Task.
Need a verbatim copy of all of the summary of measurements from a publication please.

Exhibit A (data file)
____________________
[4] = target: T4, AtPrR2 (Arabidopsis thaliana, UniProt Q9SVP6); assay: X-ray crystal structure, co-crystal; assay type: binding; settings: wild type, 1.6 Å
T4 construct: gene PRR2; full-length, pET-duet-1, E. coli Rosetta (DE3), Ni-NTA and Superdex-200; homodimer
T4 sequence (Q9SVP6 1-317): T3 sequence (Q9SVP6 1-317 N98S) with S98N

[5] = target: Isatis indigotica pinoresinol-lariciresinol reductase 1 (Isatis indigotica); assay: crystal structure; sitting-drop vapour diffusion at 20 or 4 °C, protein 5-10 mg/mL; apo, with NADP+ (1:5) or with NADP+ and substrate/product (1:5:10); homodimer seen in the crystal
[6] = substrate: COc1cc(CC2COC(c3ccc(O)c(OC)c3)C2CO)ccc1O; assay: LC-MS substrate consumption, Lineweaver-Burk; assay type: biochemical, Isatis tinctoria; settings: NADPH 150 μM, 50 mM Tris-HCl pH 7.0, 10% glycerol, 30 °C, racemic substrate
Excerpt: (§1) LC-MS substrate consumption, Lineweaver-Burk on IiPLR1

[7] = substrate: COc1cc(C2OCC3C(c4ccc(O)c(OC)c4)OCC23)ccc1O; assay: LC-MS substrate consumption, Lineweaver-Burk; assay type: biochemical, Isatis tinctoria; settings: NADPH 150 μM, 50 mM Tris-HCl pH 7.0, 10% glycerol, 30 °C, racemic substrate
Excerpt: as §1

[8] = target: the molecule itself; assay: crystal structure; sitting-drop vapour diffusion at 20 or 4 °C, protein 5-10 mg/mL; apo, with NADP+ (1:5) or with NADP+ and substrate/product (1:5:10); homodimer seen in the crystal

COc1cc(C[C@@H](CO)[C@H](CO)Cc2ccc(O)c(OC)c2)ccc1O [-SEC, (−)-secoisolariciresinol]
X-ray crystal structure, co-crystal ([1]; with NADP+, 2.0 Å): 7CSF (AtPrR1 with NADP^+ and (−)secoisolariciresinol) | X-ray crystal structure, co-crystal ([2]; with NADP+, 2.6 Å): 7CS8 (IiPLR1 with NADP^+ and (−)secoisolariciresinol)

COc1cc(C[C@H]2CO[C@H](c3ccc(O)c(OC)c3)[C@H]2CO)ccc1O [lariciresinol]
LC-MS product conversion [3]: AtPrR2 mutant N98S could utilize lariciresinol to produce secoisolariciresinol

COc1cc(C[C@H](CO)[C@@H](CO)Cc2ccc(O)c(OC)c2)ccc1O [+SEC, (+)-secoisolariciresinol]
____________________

[4] = target: T4, AtPrR2 (Arabidopsis thaliana, UniProt Q9SVP6); assay: X-ray crystal structure, co-crystal; assay type: binding; settings: wild type, 1.6 Å
T4 construct: gene PRR2; full-length, pET-duet-1, E. coli Rosetta (DE3), Ni-NTA and Superdex-200; homodimer
T4 sequence (Q9SVP6 1-317): T3 sequence (Q9SVP6 1-317 N98S) with S98N

[5] = target: Isatis indigotica pinoresinol-lariciresinol reductase 1 (Isatis indigotica); assay: crystal structure; sitting-drop vapour diffusion at 20 or 4 °C, protein 5-10 mg/mL; apo, with NADP+ (1:5) or with NADP+ and substrate/product (1:5:10); homodimer seen in the crystal
[6] = substrate: COc1cc(CC2COC(c3ccc(O)c(OC)c3)C2CO)ccc1O; assay: LC-MS substrate consumption, Lineweaver-Burk; assay type: biochemical, Isatis tinctoria; settings: NADPH 150 μM, 50 mM Tris-HCl pH 7.0, 10% glycerol, 30 °C, racemic substrate
Excerpt: (§1) LC-MS substrate consumption, Lineweaver-Burk on IiPLR1

[7] = substrate: COc1cc(C2OCC3C(c4ccc(O)c(OC)c4)OCC23)ccc1O; assay: LC-MS substrate consumption, Lineweaver-Burk; assay type: biochemical, Isatis tinctoria; settings: NADPH 150 μM, 50 mM Tris-HCl pH 7.0, 10% glycerol, 30 °C, racemic substrate
Excerpt: as §1

[8] = target: the molecule itself; assay: crystal structure; sitting-drop vapour diffusion at 20 or 4 °C, protein 5-10 mg/mL; apo, with NADP+ (1:5) or with NADP+ and substrate/product (1:5:10); homodimer seen in the crystal

COc1cc(C[C@@H](CO)[C@H](CO)Cc2ccc(O)c(OC)c2)ccc1O [-SEC, (−)-secoisolariciresinol]
X-ray crystal structure, co-crystal ([1]; with NADP+, 2.0 Å): 7CSF (AtPrR1 with NADP^+ and (−)secoisolariciresinol) | X-ray crystal structure, co-crystal ([2]; with NADP+, 2.6 Å): 7CS8 (IiPLR1 with NADP^+ and (−)secoisolariciresinol)

COc1cc(C[C@H]2CO[C@H](c3ccc(O)c(OC)c3)[C@H]2CO)ccc1O [lariciresinol]
LC-MS product conversion [3]: AtPrR2 mutant N98S could utilize lariciresinol to produce secoisolariciresinol

COc1cc(C[C@H](CO)[C@@H](CO)Cc2ccc(O)c(OC)c2)ccc1O [+SEC, (+)-secoisolariciresinol]